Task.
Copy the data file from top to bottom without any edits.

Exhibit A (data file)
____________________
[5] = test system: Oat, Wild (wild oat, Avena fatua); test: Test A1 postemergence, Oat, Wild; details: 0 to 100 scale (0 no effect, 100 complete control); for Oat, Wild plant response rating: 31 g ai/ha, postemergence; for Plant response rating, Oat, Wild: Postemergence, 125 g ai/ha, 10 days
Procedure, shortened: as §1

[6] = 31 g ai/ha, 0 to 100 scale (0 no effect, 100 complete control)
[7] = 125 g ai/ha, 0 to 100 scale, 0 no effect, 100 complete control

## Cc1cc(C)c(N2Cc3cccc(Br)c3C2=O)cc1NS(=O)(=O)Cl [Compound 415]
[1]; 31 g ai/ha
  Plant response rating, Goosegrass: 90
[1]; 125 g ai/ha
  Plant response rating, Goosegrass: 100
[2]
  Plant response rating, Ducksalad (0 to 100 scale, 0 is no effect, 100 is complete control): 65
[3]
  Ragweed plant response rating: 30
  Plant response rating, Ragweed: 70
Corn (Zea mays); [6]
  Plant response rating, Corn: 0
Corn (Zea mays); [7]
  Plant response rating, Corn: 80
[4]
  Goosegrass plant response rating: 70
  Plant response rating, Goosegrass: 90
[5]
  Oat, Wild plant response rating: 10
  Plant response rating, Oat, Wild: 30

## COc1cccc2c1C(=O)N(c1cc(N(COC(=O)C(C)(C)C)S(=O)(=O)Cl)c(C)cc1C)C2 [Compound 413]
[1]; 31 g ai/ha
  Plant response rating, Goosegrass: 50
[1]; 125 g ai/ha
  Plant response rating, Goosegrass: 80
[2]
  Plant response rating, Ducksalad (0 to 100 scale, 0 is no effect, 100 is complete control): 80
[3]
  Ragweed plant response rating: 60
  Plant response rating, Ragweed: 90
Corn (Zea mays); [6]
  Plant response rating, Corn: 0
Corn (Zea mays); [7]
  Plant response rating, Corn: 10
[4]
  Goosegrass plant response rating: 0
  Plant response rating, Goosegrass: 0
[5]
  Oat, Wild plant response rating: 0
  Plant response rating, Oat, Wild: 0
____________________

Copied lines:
[5] = test system: Oat, Wild (wild oat, Avena fatua); test: Test A1 postemergence, Oat, Wild; details: 0 to 100 scale (0 no effect, 100 complete control); for Oat, Wild plant response rating: 31 g ai/ha, postemergence; for Plant response rating, Oat, Wild: Postemergence, 125 g ai/ha, 10 days
Procedure, shortened: as §1

[6] = 31 g ai/ha, 0 to 100 scale (0 no effect, 100 complete control)
[7] = 125 g ai/ha, 0 to 100 scale, 0 no effect, 100 complete control

## Cc1cc(C)c(N2Cc3cccc(Br)c3C2=O)cc1NS(=O)(=O)Cl [Compound 415]
[1]; 31 g ai/ha
  Plant response rating, Goosegrass: 90
[1]; 125 g ai/ha
  Plant response rating, Goosegrass: 100
[2]
  Plant response rating, Ducksalad (0 to 100 scale, 0 is no effect, 100 is complete control): 65
[3]
  Ragweed plant response rating: 30
  Plant response rating, Ragweed: 70
Corn (Zea mays); [6]
  Plant response rating, Corn: 0
Corn (Zea mays); [7]
  Plant response rating, Corn: 80
[4]
  Goosegrass plant response rating: 70
  Plant response rating, Goosegrass: 90
[5]
  Oat, Wild plant response rating: 10
  Plant response rating, Oat, Wild: 30

## COc1cccc2c1C(=O)N(c1cc(N(COC(=O)C(C)(C)C)S(=O)(=O)Cl)c(C)cc1C)C2 [Compound 413]
[1]; 31 g ai/ha
  Plant response rating, Goosegrass: 50
[1]; 125 g ai/ha
  Plant response rating, Goosegrass: 80
[2]
  Plant response rating, Ducksalad (0 to 100 scale, 0 is no effect, 100 is complete control): 80
[3]
  Ragweed plant response rating: 60
  Plant response rating, Ragweed: 90
Corn (Zea mays); [6]
  Plant response rating, Corn: 0
Corn (Zea mays); [7]
  Plant response rating, Corn: 10
[4]
  Goosegrass plant response rating: 0
  Plant response rating, Goosegrass: 0
[5]
  Oat, Wild plant response rating: 0
  Plant response rating, Oat, Wild: 0